19 Crop Responses to CO2, Temperature, and Water: Incorporating Lessons From Experimental Studies Into Dynamic Process Models

Oral Session
Special Sessions The symposium seeks to improve our understanding of crop response to CO2, temperature, and soil water with the goals of enhancing our ability to characterize these responses in crop growth models and improving our understanding of crop responses to climate change. Discussions of free-air CO2 enrichment (FACE) research and in AgMIP (www.AgMIP.org) suggest three research topics that merit review: 1. What is the potential impact of fluctuating [CO2] on measured crop growth responses? A standing concern with FACE is that high frequency variation in [CO2] may inhibit growth. Recent experiments support these concerns and merit full discussion. 2. What is the potential impact of canopy temperature in explaining CO2 x temperature x water interactions? Under increased [CO2], stomatal conductance decreases, reducing transpiration but increasing canopy temperature. Simulation of this interactive effect arguably requires use of a model that incorporates an energy balance. 3. How can advances in plant molecular biology improve our understanding of the control of plant responses to CO2, temperature, and soil water availability? A better understanding of the stomatal response to [CO2] would allow us to model crop response to [CO2] more accurately. Similarly, there is evidence for multiple mechanisms for temperature responses, including changes in protein conformation and membrane activity. The symposium will encourage dialog among experimentalists and crop simulation modelers, leading to improvements into how the interactive factors are represented in crop models. The efforts will also spur discussion on the experiments required to further elucidate these effects. Finally, these efforts will promote continued dialog on methods to increase global food security in an uncertain world. In collaboration with AgMIP, we will organize a follow-up "hands on" workshop where researchers in small groups analyze datasets and test hypothesized effects in simulation models. The outcomes would appear in the Advances in Agricultural Simulation Modeling series.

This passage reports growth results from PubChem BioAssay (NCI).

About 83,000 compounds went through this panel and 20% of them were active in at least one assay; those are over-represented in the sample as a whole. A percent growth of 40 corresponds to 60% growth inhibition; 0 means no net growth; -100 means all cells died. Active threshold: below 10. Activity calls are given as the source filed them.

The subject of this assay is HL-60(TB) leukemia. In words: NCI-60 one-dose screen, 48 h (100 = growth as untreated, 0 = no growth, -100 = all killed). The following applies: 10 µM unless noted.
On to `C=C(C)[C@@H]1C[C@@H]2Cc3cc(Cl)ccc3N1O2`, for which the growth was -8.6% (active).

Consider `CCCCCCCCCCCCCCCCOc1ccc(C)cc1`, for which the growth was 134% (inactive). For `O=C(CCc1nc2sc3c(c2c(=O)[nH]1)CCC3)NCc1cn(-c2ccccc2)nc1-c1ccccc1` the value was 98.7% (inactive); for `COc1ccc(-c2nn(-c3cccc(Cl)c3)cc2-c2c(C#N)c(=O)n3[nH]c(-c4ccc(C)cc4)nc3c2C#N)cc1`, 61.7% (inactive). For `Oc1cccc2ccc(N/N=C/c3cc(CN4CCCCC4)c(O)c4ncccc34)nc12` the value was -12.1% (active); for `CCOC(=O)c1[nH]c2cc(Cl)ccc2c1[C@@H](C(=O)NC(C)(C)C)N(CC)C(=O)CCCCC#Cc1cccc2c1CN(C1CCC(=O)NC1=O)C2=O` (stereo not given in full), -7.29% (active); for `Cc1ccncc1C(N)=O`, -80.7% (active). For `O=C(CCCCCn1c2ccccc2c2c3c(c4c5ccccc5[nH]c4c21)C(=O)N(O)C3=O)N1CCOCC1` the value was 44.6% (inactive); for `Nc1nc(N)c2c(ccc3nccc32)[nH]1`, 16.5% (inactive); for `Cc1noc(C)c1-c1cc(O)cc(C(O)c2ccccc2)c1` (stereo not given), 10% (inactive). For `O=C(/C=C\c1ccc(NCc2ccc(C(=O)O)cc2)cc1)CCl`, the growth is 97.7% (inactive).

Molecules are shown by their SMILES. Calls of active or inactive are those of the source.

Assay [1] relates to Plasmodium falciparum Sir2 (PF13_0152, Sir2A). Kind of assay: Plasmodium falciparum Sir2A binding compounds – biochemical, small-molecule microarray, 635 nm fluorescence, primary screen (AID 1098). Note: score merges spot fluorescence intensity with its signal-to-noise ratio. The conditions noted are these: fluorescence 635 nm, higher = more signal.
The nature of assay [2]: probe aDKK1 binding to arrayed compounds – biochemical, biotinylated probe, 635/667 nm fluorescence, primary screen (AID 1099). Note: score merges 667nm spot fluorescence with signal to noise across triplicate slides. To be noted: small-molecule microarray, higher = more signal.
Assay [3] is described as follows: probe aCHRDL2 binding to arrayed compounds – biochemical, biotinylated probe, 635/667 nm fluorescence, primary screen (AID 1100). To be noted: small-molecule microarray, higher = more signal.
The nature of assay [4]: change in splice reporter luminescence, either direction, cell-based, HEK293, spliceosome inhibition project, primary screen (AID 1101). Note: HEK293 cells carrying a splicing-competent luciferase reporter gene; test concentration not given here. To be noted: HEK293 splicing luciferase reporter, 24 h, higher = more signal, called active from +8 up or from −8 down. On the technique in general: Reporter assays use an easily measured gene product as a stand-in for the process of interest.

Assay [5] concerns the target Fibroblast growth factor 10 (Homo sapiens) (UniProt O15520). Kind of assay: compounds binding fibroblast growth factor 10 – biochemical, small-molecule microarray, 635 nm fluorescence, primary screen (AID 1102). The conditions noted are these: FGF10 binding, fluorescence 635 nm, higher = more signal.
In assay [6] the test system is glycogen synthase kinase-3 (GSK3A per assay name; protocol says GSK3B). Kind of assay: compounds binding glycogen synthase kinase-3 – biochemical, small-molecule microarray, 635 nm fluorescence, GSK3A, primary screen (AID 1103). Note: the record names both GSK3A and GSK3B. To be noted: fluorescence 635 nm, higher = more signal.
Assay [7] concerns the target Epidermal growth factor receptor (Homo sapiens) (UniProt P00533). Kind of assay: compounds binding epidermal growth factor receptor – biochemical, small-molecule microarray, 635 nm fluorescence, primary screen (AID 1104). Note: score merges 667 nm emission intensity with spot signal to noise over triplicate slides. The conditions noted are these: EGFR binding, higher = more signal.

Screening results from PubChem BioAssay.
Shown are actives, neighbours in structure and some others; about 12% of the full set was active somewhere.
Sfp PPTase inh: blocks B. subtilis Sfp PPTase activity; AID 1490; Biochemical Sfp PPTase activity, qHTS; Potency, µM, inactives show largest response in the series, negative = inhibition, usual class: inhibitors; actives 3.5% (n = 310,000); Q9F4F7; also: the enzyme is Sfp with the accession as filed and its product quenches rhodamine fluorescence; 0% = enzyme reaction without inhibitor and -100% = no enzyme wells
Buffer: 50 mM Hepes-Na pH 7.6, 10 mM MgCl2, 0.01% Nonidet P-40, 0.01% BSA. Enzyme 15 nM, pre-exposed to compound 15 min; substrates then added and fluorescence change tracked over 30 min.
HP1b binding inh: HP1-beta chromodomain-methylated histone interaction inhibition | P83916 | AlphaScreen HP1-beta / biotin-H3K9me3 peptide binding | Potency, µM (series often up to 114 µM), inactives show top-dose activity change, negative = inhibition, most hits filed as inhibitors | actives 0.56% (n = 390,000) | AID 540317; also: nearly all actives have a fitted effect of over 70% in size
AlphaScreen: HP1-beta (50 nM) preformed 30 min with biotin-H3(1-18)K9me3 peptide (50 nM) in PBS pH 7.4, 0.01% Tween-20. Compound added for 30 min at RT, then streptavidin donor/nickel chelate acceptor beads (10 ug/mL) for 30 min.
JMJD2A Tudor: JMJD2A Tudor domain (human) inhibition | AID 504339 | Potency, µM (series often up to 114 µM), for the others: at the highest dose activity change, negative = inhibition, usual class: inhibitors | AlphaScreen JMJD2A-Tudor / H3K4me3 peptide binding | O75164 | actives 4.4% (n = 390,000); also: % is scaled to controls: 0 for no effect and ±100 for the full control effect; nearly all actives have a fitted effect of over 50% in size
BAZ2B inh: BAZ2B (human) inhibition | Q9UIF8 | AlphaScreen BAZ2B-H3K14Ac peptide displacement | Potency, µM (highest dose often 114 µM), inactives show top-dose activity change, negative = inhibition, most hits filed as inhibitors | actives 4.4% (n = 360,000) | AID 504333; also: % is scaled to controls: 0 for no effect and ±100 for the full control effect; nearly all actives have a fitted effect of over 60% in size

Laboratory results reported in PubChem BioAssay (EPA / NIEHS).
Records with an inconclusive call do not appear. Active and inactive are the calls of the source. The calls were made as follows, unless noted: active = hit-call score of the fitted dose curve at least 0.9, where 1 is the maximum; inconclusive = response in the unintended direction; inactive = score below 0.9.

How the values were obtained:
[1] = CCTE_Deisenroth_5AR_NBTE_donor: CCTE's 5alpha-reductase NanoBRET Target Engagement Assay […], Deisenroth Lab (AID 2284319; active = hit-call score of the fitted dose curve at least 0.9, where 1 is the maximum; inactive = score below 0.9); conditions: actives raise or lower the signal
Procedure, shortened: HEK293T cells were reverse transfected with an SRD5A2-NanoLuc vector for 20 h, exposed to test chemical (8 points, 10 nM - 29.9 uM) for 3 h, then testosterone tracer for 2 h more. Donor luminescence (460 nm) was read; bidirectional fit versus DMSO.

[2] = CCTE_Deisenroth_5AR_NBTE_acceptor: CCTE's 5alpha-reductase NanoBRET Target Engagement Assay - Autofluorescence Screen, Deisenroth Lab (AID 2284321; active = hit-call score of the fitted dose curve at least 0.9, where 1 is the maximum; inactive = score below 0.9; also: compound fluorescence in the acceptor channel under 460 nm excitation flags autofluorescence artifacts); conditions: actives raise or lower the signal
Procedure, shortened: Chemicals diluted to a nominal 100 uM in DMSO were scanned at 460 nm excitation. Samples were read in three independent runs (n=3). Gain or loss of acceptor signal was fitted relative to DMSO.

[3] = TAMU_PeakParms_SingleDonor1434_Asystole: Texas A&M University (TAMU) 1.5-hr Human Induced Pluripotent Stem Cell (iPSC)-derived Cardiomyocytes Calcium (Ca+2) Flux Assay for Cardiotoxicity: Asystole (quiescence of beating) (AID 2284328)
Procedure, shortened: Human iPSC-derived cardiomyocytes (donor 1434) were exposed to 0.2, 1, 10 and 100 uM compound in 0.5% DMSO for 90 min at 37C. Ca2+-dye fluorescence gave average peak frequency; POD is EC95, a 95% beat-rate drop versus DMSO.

Climatology & Modeling, C02 Crop Physiology and Metabolism
Sunday, October 21, 2012: 2:00 PM-5:15 PM
Duke Energy Convention Center, Room 236, Level 2

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Jerry Hatfield and Jeffrey W. White
2:30 PM
Designing an Oscillating CO2 Concentration Experiment for Field Chambers.
Leon Allen, USDA-ARS; Bruce A. Kimball, USDA-ARS; James Bunce, USDA-ARS; Mayumi Yoshimoto, National Institute for Agro-Environmental Sciences; Yoshinobu Harazono, International Arctic Research Center, UAF; Jeffrey Baker, USDA-ARS; Kenneth J. Boote, Univeristy of Florida; Jeffrey White, USDA-ARS
2:55 PM
Measured Responses to CO2 x Water & Temperature.
Bruce A. Kimball, USDA-ARS; Carl J. Bernacchi, USDA-ARS; Jack Morgan, USDA-ARS
3:20 PM
3:30 PM
3:45 PM
A Comparison of Approaches for Modeling Crop Growth and Transpiration Response to CO2 in Apsim, CERES, Cropgro, Cropsyst, EPIC, and Oryza Models.
Kenneth J. Boote, University of Florida; James W. Jones, University of Florida; Peter Thorburn, CSIRO; Claudio Stockle, Washington State University; Tao Li, International Rice Research Institute; Roberto C. Izaurralde, Battelle Pacific NW Lab.
4:10 PM
4:35 PM
Molecular Insights Into Characterizing Temperature Effects On Growth and Development.
Stephen Welch, Kansas State University; Judith Roe, University of Maine at Presque Isle; Stephen Goff, University of Arizona; Amity Wilczek, Deep Springs College; Naim Matasci, University of Arizona; Johanna Schmitt, Brown University
5:00 PM
5:15 PM
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